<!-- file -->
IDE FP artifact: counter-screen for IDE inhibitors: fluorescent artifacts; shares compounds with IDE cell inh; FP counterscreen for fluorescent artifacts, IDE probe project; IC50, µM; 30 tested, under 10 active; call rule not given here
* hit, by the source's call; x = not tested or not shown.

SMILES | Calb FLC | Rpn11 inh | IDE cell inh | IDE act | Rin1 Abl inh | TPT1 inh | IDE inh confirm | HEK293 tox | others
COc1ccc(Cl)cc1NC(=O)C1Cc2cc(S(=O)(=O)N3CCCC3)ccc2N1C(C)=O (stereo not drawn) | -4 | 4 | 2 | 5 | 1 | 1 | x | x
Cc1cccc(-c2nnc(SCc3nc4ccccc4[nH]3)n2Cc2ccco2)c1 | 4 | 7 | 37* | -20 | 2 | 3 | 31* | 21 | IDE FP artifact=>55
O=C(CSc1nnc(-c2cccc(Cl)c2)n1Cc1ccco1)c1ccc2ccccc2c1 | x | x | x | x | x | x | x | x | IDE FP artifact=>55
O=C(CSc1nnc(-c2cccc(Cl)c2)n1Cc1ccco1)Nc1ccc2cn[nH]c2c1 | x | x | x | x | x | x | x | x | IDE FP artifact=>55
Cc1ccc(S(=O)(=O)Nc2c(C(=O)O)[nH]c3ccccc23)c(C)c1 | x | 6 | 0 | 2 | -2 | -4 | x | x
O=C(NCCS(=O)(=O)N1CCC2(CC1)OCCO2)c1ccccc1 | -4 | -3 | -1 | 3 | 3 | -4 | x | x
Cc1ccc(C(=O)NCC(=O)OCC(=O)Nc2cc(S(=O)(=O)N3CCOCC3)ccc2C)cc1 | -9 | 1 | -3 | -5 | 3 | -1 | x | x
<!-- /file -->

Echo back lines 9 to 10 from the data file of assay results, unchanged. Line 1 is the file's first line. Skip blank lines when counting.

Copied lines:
O=C(NCCS(=O)(=O)N1CCC2(CC1)OCCO2)c1ccccc1 | -4 | -3 | -1 | 3 | 3 | -4 | x | x
Cc1ccc(C(=O)NCC(=O)OCC(=O)Nc2cc(S(=O)(=O)N3CCOCC3)ccc2C)cc1 | -9 | 1 | -3 | -5 | 3 | -1 | x | x